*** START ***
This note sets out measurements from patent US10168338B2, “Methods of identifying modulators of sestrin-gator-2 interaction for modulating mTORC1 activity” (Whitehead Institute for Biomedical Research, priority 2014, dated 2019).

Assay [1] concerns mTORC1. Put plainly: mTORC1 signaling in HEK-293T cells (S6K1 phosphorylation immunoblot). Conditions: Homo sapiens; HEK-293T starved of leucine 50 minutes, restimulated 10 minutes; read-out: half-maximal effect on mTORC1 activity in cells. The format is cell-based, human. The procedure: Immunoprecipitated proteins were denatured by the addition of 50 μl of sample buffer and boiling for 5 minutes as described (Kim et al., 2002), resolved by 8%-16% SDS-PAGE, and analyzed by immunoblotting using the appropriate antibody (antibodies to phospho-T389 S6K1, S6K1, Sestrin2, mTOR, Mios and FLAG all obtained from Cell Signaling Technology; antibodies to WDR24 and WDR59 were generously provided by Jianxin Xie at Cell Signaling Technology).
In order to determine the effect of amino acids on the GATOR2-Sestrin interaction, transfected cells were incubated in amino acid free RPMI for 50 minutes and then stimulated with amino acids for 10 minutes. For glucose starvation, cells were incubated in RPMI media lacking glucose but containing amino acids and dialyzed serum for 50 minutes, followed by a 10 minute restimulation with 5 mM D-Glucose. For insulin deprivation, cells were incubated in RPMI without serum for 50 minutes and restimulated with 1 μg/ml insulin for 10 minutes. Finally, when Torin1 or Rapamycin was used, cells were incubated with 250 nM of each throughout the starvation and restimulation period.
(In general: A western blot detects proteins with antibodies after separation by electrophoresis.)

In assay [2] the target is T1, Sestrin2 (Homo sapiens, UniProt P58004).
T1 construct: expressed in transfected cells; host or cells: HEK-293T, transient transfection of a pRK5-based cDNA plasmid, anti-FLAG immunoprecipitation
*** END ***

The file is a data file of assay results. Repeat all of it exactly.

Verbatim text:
This note sets out measurements from patent US10168338B2, “Methods of identifying modulators of sestrin-gator-2 interaction for modulating mTORC1 activity” (Whitehead Institute for Biomedical Research, priority 2014, dated 2019).

Assay [1] concerns mTORC1. Put plainly: mTORC1 signaling in HEK-293T cells (S6K1 phosphorylation immunoblot). Conditions: Homo sapiens; HEK-293T starved of leucine 50 minutes, restimulated 10 minutes; read-out: half-maximal effect on mTORC1 activity in cells. The format is cell-based, human. The procedure: Immunoprecipitated proteins were denatured by the addition of 50 μl of sample buffer and boiling for 5 minutes as described (Kim et al., 2002), resolved by 8%-16% SDS-PAGE, and analyzed by immunoblotting using the appropriate antibody (antibodies to phospho-T389 S6K1, S6K1, Sestrin2, mTOR, Mios and FLAG all obtained from Cell Signaling Technology; antibodies to WDR24 and WDR59 were generously provided by Jianxin Xie at Cell Signaling Technology).
In order to determine the effect of amino acids on the GATOR2-Sestrin interaction, transfected cells were incubated in amino acid free RPMI for 50 minutes and then stimulated with amino acids for 10 minutes. For glucose starvation, cells were incubated in RPMI media lacking glucose but containing amino acids and dialyzed serum for 50 minutes, followed by a 10 minute restimulation with 5 mM D-Glucose. For insulin deprivation, cells were incubated in RPMI without serum for 50 minutes and restimulated with 1 μg/ml insulin for 10 minutes. Finally, when Torin1 or Rapamycin was used, cells were incubated with 250 nM of each throughout the starvation and restimulation period.
(In general: A western blot detects proteins with antibodies after separation by electrophoresis.)

In assay [2] the target is T1, Sestrin2 (Homo sapiens, UniProt P58004).
T1 construct: expressed in transfected cells; host or cells: HEK-293T, transient transfection of a pRK5-based cDNA plasmid, anti-FLAG immunoprecipitation